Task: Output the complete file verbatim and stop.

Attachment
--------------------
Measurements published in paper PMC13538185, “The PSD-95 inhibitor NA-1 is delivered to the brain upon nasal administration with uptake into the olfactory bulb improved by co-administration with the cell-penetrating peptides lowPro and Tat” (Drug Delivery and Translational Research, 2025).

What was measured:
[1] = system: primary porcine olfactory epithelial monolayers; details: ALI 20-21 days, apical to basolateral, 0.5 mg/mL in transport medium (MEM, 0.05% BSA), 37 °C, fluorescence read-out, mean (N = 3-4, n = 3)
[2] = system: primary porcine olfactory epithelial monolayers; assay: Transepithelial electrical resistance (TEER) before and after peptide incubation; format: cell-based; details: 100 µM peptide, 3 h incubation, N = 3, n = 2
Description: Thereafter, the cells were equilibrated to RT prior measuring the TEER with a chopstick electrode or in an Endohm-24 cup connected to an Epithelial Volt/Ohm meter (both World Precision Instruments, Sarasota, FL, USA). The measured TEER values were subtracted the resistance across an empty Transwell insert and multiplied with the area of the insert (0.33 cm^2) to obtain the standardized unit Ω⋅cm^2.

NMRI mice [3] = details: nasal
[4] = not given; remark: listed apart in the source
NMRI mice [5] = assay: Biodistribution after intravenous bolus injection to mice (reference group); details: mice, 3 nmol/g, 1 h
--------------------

Measurements published in paper PMC13538185, “The PSD-95 inhibitor NA-1 is delivered to the brain upon nasal administration with uptake into the olfactory bulb improved by co-administration with the cell-penetrating peptides lowPro and Tat” (Drug Delivery and Translational Research, 2025).

What was measured:
[1] = system: primary porcine olfactory epithelial monolayers; details: ALI 20-21 days, apical to basolateral, 0.5 mg/mL in transport medium (MEM, 0.05% BSA), 37 °C, fluorescence read-out, mean (N = 3-4, n = 3)
[2] = system: primary porcine olfactory epithelial monolayers; assay: Transepithelial electrical resistance (TEER) before and after peptide incubation; format: cell-based; details: 100 µM peptide, 3 h incubation, N = 3, n = 2
Description: Thereafter, the cells were equilibrated to RT prior measuring the TEER with a chopstick electrode or in an Endohm-24 cup connected to an Epithelial Volt/Ohm meter (both World Precision Instruments, Sarasota, FL, USA). The measured TEER values were subtracted the resistance across an empty Transwell insert and multiplied with the area of the insert (0.33 cm^2) to obtain the standardized unit Ω⋅cm^2.

NMRI mice [3] = details: nasal
[4] = not given; remark: listed apart in the source
NMRI mice [5] = assay: Biodistribution after intravenous bolus injection to mice (reference group); details: mice, 3 nmol/g, 1 h